The fuel utilized by commercial aircraft is surprisingly alike to the one used in cars!
Fuel is an important point of conversation in the aviation industry, with its varying cost impacting airline prices and profits every quarter. But what exactly is this fuel made out of? What are there different types of aviation fuel? Here’s a quick guide.
Aircraft use jet fuel or Aviation Turbine Fuel
Today, commercial aircraft use jet fuel or Aviation Turbine Fuel (ATF), a specific power source. The two most common fuels are Jet A and Jet A-1. While the former is used nearly exclusively in the US, the latter is operated globally. Both are made up of kerosene, a product of extremely refined oil. What differentiates jet fuel is the presence of several additives to ensure the fuel can be used safely without crystallization or ignition.
The difference between Jet A and A-1 is minimal, with the former having a more elevated freezing point (-40 C v -47 C) and the latter having an additional anti-static additive to the fuel. Their flash point and energy density are nearly identical, so both can be utilized interchangeably on a commercial jet plane.
The last type of jet fuel is Jet B, which is mostly used in extremely cold environments. Jet B is made up of 30% kerosene and 70% gasoline, giving it a freezing point of -60 C. However, this type of fuel is extremely flammable and challenging to manage, with most operators eschewing its use but for the military or for specific commercial missions.
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Jet A or Jet A-1 fuel in your diesel vehicle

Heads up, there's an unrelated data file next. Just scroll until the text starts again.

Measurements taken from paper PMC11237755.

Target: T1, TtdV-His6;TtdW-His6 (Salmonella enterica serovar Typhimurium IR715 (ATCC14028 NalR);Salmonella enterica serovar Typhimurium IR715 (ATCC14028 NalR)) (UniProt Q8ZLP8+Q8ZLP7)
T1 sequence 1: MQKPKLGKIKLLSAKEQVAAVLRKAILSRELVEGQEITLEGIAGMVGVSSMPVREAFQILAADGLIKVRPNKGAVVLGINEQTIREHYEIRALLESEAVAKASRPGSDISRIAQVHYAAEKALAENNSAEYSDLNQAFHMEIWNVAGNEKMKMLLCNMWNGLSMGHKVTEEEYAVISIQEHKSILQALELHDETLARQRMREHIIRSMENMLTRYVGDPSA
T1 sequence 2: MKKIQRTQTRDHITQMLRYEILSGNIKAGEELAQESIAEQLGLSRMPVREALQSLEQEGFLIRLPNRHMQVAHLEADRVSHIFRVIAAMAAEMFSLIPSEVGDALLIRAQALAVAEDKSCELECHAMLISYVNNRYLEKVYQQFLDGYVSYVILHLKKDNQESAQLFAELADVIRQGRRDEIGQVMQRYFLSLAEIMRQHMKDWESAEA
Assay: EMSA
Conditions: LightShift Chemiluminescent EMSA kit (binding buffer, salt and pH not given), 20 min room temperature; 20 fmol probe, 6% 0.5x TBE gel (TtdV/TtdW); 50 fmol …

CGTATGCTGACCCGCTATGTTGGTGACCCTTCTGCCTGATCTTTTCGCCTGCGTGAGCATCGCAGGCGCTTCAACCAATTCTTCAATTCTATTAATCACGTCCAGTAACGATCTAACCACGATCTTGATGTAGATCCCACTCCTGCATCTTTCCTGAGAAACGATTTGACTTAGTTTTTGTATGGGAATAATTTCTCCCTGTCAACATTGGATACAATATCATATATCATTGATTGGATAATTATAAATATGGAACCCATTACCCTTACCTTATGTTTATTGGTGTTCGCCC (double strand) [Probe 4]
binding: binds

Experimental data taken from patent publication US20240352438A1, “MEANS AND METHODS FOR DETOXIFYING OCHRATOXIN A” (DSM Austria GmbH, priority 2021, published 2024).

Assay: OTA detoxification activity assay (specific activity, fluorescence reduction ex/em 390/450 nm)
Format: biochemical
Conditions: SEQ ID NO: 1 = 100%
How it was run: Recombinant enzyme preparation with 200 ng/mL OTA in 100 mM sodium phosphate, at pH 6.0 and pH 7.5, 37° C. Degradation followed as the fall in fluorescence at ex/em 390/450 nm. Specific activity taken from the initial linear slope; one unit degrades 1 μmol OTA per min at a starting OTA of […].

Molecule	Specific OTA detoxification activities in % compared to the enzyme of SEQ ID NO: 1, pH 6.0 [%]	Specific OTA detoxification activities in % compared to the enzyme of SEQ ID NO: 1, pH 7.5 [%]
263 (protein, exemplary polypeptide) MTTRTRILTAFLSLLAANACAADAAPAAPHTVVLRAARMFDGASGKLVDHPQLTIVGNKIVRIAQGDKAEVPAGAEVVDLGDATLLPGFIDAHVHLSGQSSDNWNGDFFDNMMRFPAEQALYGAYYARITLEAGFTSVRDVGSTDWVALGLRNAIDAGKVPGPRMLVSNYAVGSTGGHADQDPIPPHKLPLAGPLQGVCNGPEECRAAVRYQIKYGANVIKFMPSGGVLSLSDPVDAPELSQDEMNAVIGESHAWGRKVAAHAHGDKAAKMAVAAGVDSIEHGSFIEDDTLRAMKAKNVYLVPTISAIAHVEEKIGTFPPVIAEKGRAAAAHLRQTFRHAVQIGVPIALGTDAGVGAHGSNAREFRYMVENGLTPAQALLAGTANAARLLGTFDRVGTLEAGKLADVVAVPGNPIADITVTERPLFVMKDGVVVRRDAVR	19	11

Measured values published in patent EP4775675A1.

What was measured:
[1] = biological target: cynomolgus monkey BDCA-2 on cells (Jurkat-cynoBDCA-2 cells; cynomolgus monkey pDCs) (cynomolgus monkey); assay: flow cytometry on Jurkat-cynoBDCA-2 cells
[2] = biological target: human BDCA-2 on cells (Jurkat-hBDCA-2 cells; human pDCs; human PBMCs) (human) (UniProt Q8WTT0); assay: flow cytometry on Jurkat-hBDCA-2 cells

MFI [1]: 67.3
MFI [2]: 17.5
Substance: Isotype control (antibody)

While jet fuel may seem like it is far released from your average gas pump fuel, they are extremely alike. Indeed, you could Jet A or Jet A-1 fuel in your diesel vehicle with little noticeable issues. While over time there will be degradation of key parts, if you ever discover yourself in the bizarre situation of having access to jet fuel and not normal diesel, it’s not the end of the world.
However, don’t try this on your petrol or gas car, since the effect would be exact as filling it up with diesel. All three are derivatives of crude oil, simply refined to different standards for their usage.
However, attempting to operate anything but jet fuel in a plane can be difficult. Indeed, ATF is regulated globally to confirm that it has the correct additives and is delivered in the safest possible way before leaving.
While jet fuel may be alike to normal fuel for numerous people, it’s the amount demanded that prices airlines millions every month. An Airbus A321neo can burn almost 42 liters of fuel every minute, suggesting that a two-hour domestic hop needs over 5,000 liters of jet fuel.
Sustainable Aviation Fuel (SAF)
In current years, the aviation industry has been focusing on moving away from purely crude oil-based fuel to Sustainable Aviation Fuel (SAF).
The most promising advancement has been biofuel, which is made from vegetable oils, plant materials, and more. Today, biofuels are only being used in conjunction with ATF and it will be a few more years before biofuels become the majority source for flight. However, the trend towards SAF has already started and the fuel we use is set to change for interest in the next decades.
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